Mercury's surface in "enhanced color," a color scheme created to emphasize color differences. This is not what Mercury would look like to the human eye, but by applying mathematical analysis to images, color differences can be accentuated beyond those visible to a person.
Mount Rushmore National Memorial under construction.
The workers had to endure conditions that varied from blazing hot to bitterly cold and windy. Each day they climbed 700 stairs to the top of the mountain to punch-in on the time clock. Then 3/8 inch thick steel cables lowered them over the front of the 500-foot face of the mountain in a "bosun chair." Despite the dangers, no one was killed during the project.
Otters in Glacier Bay National Park and Preserve, Alaska.
The sea otter population of Glacier Bay has increased dramatically in the past 20 years. Ecologists consider sea otters a keystone species here. Otters consume vast quantities of clams, urchins, crabs, and other invertebrates and their presence creates ripples through the ecosystem. NPS photo.
Every day someone like you becomes a wildland wildfire fighter, a teacher, a trail-builder, a museum curator, or a park ranger. Discover your opportunities in national parks. Come to play. Come to learn. Come to serve. Develop your environmental leadership skills. Find a job. Be the next generation to preserve and protect these great places.
With more than 80% of Americans living in urban areas, urban parks are more important than ever. The father of American landscape architecture, Frederick Law Olmsted, said of urban parks:
It is one great purpose of the Park to supply to the hundreds of thousands of tired workers, who have no opportunity to spend their summers in the country, a specimen of God's handiwork that shall be to them, inexpensively, what a month or two in the White Mountains or the Adirondacks is, at great cost, to those in easier circumstances.
Secretary Jewell, American Express Announce Major Commitment to Increase Volunteerism on America's Public Lands
Office of the Secretary
Public-Private Partnership Kicks Off 50-City Campaign in New York City
Last edited 4/26/2016
NEW YORK, NY—As part of the Interior Department's bold youth initiative to engage the next generation of outdoor stewards, Secretary of the Interior Sally Jewell today announced a new $5-million commitment from American Express to help the Department reach its goal of one million volunteers on public lands annually. Watch this Twitter video released earlier today that highlights key elements of this new volunteer initiative.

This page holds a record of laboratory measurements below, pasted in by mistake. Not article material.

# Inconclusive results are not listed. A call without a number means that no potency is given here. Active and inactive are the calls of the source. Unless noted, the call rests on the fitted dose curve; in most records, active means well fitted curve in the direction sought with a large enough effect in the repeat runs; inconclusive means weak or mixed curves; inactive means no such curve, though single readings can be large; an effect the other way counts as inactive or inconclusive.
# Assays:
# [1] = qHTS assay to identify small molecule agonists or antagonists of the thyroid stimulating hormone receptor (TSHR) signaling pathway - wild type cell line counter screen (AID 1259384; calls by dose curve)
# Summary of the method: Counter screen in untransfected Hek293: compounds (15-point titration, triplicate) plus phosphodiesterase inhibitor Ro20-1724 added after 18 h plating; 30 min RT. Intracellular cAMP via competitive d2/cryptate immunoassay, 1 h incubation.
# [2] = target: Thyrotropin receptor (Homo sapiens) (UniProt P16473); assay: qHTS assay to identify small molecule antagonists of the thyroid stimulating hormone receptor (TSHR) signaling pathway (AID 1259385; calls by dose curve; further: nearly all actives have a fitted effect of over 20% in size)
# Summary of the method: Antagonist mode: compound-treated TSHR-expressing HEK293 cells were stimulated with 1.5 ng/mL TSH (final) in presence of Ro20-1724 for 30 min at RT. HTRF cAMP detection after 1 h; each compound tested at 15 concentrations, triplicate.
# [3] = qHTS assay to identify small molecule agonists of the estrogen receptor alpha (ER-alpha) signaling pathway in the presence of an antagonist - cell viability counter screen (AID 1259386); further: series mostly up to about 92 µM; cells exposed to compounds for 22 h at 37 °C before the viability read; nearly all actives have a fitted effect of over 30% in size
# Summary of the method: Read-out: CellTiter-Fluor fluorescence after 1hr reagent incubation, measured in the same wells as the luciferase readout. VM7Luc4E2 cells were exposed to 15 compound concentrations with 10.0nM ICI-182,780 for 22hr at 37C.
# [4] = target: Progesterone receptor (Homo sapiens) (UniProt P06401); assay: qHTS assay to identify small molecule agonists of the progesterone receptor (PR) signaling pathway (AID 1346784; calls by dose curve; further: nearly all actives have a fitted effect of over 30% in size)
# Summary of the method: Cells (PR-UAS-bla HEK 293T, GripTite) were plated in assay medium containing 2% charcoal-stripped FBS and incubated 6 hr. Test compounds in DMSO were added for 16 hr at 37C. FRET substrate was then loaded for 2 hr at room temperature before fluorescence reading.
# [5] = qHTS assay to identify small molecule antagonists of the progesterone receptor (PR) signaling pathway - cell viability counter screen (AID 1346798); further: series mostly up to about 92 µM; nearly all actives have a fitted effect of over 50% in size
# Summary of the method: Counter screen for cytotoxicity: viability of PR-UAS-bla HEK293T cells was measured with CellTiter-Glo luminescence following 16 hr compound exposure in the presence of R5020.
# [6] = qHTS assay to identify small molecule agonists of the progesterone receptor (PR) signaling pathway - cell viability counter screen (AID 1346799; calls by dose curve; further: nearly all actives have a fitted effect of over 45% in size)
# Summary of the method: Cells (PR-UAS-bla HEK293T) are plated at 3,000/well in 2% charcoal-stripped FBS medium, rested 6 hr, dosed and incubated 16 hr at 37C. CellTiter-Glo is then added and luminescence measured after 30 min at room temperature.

Joined by American Express Foundation President Timothy J. McClimon, New York City Department of Parks and Recreation Commissioner Mitchell J. Silver, and YMCA of the USA President Emeritus Neil Nicoll, Jewell and the other leaders discussed how the funding will help increase engagement, connections and support of public lands in 50 cities across the country – starting in New York City.
“Magnificent landscapes and our strong volunteer ethic are part of what make America so special and unique,” Secretary Jewell said today at the kickoff event at Castle Clinton National Monument in Manhattan. “This partnership with American Express will be a huge boost as we create a movement to foster the next generation of leaders and outdoor stewards while helping people connect to the public lands in their community – particularly in urban areas.”
“Community service and historic preservation have a long heritage at American Express,” said Timothy J. McClimon, president, American Express Foundation. “Since our founding more than 160 years ago, American Express has seen how America's parks and public lands contribute to our sense of national and local identity, and we are proud to lead an effort to mobilize a new generation of volunteers to protect, conserve and revitalize America's public lands and treasured national parks.”
In partnership with the YMCA of the USA, the funding from American Express will create community coordinator positions in 50 U.S. cities to increase awareness, support and participation in outdoor programs. These newly created positions are expected to engage thousands of volunteers annually in each city. The funding will also support efforts to engage young adults and veterans to serve on the 21st Century Conservation Service Corps and engage new volunteers during the National Park Service centennial.
“Many people in urban neighborhoods don't have the chance to experience all that the public lands in and around our cities have to offer,” said Neil Nicoll, President Emeritus of the YMCA of the USA. “This initiative will help us bring together leaders in conservation, education, recreation and service to provide opportunities for individuals to deepen their connection to these natural and historic sites, develop important skills, and engage in activities where they can give back and strengthen their community.”
The program will roll out in 25 cities in 2015—starting today with New York City and continuing with the announcement of ten more cities in the following days.
In New York City, two years of funding is provided to the YMCA of Greater New York to help coordinate efforts, facilitate collaboration, grow resources, and increase participation in outdoor programs on all public lands – from local parks to federal lands and waters.
“New York City is exceedingly proud to be the first of 50 cities to kick off this volunteer partnership to mobilize the next generation of outdoor stewards,” said Mayor Bill de Blasio. “We're working hard to boost volunteerism and engage more New Yorkers in service opportunities across the five boroughs. We've always believed that our greatest strength is in our people—and I urge more New Yorkers to get more involved in revitalizing and preserving our treasured public lands through this generous partnership, and at nyc.gov/service”